Designer Trick : Light Temperature & Bulbs

Designer Trick : Light Temperature & Bulbs - roomfortuesday.comI’ve shared a lot of lighting posts over the years… in fact, I’ve actually covered this topic before, but thought it was time for an updated post, based on the amount of questions I receive on this topic. Good designers are experts in lighting- they know how to layer fixtures, they know how to adequately light a space based on its function, and most importantly- they know what lighting temperatures look best in a room. I’ve said it before and I’ll say it again- our home feels most magical and cozy during the evening hours, and I credit that solely to lighting. You can have a beautifully designed home filled with gorgeous light fixtures, and the color of a simple light bulb can really damper the overall look and feel. In today’s Designer Trick post, I wanted to chat about light temperature… how to choose the best temp for your room, expand on the color scale, and share my personal preferences when light bulb shopping. Click through to check it out!

Designer Trick : Light Temperature & Bulbs - roomfortuesday.comAs I previously mentioned, there are two main terms you need to know when choosing a bulb: Kelvin and Lumens.

  • Kelvin (K) is the color / temperature of the light omitted from the bulb (warm light to cool light). The higher the number, the cooler the light.
  • Lumens (LM) is the brightness of a bulb… the higher the lumens, the brighter the light.

Designer Trick : Light Temperature & Bulbs - roomfortuesday.comEasy to understand, right? My personal preference in terms of temperature (or Kelvin) is 2700 K. Sometimes I’ll even go as low as 2400 K. I prefer a warm, cozy light… I also think it makes my interior look its best. It’s easy on the eyes, never looks clinical, and absorbs nicely.

I do think that your Kelvin preference is dependent on your home and aesthetic. I never use lights during the daytime. Our house gets great natural light and they’re really not needed… not even in my office or the kitchen (unless the weather is bad). Since I only use lights during the even hours or during stormy weather, the warm light feels like a perfect fit for our home. I even prefer warmer bulbs for our exterior lights (porch lights, holiday lights, etc). I just think they’re more inviting! If your house is naturally dark and doesn’t boast much natural light, you may want to consider bumping your temperature to 3000 Kelvin for a more even hue… remember, the higher the Kelvin (K), the cooler the temperature. My 2700 K preference looks warmer than a 3000 K bulb, which would read a bit cooler. Make sense? When you get into the 4000 – 5000 K, I personally feel like rooms begin to take on a clinical or sterile feel, which isn’t my favorite. Again, that’s just my personal preference!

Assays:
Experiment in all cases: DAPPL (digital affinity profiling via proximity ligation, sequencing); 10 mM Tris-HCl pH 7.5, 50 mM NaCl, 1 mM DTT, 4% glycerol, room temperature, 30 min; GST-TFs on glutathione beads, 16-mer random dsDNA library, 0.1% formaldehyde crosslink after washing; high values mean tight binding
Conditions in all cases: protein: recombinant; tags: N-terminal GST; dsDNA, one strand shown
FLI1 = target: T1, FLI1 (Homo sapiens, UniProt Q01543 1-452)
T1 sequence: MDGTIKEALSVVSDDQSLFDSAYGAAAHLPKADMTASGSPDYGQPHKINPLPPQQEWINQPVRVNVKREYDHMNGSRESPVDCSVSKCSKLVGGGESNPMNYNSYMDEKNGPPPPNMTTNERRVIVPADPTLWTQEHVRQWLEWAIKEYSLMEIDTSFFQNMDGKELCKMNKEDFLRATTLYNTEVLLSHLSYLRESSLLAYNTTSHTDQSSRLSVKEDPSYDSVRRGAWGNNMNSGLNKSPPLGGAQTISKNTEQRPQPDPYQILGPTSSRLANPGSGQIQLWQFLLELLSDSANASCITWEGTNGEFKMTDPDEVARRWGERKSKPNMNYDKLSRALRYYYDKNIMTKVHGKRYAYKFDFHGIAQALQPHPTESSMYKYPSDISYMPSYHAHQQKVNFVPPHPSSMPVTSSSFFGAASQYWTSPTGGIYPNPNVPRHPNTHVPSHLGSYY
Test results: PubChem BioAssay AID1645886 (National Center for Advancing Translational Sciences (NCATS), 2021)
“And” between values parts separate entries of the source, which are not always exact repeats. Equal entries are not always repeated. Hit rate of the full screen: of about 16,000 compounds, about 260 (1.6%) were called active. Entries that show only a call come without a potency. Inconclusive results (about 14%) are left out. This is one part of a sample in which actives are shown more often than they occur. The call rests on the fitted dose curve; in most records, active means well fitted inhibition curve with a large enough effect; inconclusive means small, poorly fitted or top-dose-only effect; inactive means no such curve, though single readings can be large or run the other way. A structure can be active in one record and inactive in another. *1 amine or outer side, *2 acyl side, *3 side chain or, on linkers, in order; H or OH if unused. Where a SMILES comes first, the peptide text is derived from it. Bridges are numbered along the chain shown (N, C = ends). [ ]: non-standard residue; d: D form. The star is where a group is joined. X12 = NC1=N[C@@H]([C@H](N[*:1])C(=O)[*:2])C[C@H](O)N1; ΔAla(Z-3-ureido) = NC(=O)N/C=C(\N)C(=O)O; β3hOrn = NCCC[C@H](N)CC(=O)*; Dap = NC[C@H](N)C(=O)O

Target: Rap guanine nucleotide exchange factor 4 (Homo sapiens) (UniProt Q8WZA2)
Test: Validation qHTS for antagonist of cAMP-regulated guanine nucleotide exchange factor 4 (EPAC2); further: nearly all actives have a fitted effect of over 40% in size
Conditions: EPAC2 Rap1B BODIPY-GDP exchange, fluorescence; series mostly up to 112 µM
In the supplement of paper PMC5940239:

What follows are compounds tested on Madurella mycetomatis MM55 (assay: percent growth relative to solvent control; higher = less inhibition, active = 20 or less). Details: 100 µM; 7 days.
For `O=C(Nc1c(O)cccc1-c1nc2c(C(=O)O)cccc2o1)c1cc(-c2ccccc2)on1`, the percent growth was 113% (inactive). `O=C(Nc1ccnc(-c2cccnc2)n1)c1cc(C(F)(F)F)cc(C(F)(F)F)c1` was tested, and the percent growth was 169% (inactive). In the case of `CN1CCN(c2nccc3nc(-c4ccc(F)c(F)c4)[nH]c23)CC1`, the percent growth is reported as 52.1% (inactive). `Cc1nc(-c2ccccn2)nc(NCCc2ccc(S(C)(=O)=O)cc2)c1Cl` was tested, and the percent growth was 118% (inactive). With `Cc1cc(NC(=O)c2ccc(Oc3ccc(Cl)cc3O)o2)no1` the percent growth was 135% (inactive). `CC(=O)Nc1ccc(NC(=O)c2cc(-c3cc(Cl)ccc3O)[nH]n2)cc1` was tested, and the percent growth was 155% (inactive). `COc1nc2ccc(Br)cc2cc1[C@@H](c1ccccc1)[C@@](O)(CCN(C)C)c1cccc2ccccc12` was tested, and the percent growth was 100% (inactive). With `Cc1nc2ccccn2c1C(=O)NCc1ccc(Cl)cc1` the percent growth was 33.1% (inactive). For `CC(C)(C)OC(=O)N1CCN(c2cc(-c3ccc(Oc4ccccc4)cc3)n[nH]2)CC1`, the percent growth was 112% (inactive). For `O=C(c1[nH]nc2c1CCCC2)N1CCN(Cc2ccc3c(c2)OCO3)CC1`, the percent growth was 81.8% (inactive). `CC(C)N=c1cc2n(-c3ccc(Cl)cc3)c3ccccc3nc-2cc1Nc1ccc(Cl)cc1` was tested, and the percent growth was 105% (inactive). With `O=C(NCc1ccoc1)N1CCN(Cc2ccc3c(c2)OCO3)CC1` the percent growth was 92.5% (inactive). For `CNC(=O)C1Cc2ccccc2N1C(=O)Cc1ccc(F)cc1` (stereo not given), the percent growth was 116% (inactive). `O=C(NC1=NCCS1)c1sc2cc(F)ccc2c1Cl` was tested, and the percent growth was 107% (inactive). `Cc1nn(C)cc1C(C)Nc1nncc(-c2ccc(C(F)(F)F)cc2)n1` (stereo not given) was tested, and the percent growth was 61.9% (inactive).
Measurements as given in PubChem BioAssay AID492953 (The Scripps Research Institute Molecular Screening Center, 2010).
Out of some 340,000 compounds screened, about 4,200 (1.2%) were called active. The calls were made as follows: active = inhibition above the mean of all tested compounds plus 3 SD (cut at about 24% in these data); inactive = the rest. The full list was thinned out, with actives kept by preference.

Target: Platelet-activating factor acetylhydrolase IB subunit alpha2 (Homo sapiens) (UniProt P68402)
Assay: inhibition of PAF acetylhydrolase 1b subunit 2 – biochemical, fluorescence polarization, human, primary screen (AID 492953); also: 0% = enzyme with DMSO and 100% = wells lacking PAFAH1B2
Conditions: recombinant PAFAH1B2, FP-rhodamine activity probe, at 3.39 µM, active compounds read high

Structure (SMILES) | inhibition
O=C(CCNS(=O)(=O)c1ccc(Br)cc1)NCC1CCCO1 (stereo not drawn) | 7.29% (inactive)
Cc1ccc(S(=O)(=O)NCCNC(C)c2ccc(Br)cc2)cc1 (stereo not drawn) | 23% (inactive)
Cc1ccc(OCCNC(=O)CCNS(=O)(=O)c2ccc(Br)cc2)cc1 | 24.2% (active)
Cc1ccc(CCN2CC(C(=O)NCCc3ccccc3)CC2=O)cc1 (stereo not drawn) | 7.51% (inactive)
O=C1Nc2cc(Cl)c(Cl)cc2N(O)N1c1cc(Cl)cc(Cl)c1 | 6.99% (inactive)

Designer Trick : Light Temperature & Bulbs - roomfortuesday.comBrightness (or Lumens) totally depends on the function and the fixture. Are you using a light to cook? Is it the only fixture in the room? How many bulbs does the fixture contain? Is the bulb exposed or concealed? If the fixture has a shade, does it have a diffuser? Is it on a dimmer? All of these things play into the Lumens (or brightness) you’ll want to choose.

Designer Trick : Light Temperature & Bulbs - roomfortuesday.comI do have a few lighting tips that should help with your lighting decisions…

  • Always use multiple light sources in a room- read this post on how to layer lighting like a designer!
  • Hardwired, primary lights (that are used everyday) are great candidates for dimmers.
  • When installing recessed lighting, think multiples…  rather than installing two extra bright recessed lights- include four that are less harsh for a more even lighting zone. You’ll also need to consider their positioning.
  • Consider the direction of output (which way the light is cast from a fixture). Here’s an example- installing a super bright bulb in a floor lamp with an open shade that shines down on your face is a bad idea, but installing a brighter bulb in a room with only one flush mount fixture that has a milk glass, fully concealed shade or globe is a good move. That seems obvious, right?
  • Analyze the fixture material- does it have a clear shade, is the bulb exposed or concealed, does it have a diffuser, etc? You’ll need to choose the Lumens (or brightness) based on each individual fixture and its use.
  • Think about how many bulbs a single fixture requires. For example, a chandelier requires multiple bulbs, so I stick to low Lumen bulbs to keep the glare to a minimum. The combination of the bulbs will still provide a nice bright light overall, but won’t be overwhelming or harsh.